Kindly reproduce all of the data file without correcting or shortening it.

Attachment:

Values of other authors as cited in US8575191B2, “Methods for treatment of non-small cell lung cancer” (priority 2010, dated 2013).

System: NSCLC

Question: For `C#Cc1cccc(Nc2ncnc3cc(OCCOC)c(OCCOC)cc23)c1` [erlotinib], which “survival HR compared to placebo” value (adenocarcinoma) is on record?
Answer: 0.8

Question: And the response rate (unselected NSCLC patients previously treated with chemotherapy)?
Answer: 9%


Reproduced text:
Values of other authors as cited in US8575191B2, “Methods for treatment of non-small cell lung cancer” (priority 2010, dated 2013).

System: NSCLC

Question: For `C#Cc1cccc(Nc2ncnc3cc(OCCOC)c(OCCOC)cc23)c1` [erlotinib], which “survival HR compared to placebo” value (adenocarcinoma) is on record?
Answer: 0.8

Question: And the response rate (unselected NSCLC patients previously treated with chemotherapy)?
Answer: 9%